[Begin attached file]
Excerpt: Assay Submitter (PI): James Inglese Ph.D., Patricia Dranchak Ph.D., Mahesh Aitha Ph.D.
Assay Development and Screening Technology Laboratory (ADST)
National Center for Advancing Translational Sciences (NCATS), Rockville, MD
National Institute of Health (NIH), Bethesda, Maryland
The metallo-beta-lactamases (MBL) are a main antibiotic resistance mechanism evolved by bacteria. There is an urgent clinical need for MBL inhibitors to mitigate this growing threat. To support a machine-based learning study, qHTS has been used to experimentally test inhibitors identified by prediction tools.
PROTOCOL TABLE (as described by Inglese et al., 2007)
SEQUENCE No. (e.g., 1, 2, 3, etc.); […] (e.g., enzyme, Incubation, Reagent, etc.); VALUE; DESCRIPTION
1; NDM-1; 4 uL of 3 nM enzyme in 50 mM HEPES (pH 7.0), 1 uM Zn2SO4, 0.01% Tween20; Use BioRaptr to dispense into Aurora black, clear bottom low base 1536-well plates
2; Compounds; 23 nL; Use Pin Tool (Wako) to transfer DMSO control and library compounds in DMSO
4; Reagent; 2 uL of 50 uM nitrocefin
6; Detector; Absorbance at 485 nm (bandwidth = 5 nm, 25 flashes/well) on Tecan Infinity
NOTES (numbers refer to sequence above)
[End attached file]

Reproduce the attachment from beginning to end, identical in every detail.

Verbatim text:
Excerpt: Assay Submitter (PI): James Inglese Ph.D., Patricia Dranchak Ph.D., Mahesh Aitha Ph.D.
Assay Development and Screening Technology Laboratory (ADST)
National Center for Advancing Translational Sciences (NCATS), Rockville, MD
National Institute of Health (NIH), Bethesda, Maryland
The metallo-beta-lactamases (MBL) are a main antibiotic resistance mechanism evolved by bacteria. There is an urgent clinical need for MBL inhibitors to mitigate this growing threat. To support a machine-based learning study, qHTS has been used to experimentally test inhibitors identified by prediction tools.
PROTOCOL TABLE (as described by Inglese et al., 2007)
SEQUENCE No. (e.g., 1, 2, 3, etc.); […] (e.g., enzyme, Incubation, Reagent, etc.); VALUE; DESCRIPTION
1; NDM-1; 4 uL of 3 nM enzyme in 50 mM HEPES (pH 7.0), 1 uM Zn2SO4, 0.01% Tween20; Use BioRaptr to dispense into Aurora black, clear bottom low base 1536-well plates
2; Compounds; 23 nL; Use Pin Tool (Wako) to transfer DMSO control and library compounds in DMSO
4; Reagent; 2 uL of 50 uM nitrocefin
6; Detector; Absorbance at 485 nm (bandwidth = 5 nm, 25 flashes/well) on Tecan Infinity
NOTES (numbers refer to sequence above)